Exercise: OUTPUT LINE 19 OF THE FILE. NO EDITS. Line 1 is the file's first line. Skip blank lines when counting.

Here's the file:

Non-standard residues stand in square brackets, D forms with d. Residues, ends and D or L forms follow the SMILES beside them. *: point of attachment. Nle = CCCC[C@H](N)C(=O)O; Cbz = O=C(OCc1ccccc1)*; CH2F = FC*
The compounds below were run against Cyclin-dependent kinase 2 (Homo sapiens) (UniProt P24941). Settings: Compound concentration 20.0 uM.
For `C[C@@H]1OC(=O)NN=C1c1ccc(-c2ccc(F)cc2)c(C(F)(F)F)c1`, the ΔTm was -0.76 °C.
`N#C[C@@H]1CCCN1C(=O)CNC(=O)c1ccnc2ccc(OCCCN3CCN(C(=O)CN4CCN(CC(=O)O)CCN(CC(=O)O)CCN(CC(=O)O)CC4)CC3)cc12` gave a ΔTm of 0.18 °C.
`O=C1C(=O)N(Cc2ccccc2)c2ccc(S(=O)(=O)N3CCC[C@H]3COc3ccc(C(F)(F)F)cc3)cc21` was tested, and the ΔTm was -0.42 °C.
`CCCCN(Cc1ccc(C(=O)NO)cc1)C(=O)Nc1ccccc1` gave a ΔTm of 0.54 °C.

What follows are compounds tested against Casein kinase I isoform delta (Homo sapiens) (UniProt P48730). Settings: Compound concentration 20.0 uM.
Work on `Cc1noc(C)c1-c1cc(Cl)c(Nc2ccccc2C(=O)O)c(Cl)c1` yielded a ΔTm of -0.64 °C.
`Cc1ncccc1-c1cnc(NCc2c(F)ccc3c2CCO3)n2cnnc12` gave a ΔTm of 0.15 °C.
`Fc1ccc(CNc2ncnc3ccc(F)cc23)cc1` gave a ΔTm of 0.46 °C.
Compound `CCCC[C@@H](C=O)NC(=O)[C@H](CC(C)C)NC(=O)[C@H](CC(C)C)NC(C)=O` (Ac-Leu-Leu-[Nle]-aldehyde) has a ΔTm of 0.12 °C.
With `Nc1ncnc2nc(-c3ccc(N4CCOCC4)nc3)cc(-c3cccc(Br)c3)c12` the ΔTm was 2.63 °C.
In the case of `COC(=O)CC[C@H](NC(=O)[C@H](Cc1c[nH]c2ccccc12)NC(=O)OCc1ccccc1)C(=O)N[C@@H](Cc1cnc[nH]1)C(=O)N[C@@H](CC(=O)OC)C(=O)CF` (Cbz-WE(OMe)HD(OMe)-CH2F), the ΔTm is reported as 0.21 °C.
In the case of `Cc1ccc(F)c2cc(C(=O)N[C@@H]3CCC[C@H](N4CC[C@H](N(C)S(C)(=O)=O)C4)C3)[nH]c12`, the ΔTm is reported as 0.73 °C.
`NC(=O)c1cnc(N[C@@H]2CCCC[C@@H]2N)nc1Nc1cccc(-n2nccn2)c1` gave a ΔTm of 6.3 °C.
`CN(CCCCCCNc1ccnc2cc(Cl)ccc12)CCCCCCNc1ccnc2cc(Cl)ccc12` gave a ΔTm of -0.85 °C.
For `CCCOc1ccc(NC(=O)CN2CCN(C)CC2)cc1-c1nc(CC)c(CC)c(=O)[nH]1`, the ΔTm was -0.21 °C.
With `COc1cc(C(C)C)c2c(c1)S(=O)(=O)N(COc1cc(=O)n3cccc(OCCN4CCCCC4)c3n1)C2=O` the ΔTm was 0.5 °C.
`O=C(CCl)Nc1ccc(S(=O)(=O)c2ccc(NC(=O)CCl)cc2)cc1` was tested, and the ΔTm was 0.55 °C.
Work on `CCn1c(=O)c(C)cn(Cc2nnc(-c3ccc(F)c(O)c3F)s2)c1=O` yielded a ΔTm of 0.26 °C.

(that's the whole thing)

`O=C(CCl)Nc1ccc(S(=O)(=O)c2ccc(NC(=O)CCl)cc2)cc1` was tested, and the ΔTm was 0.55 °C.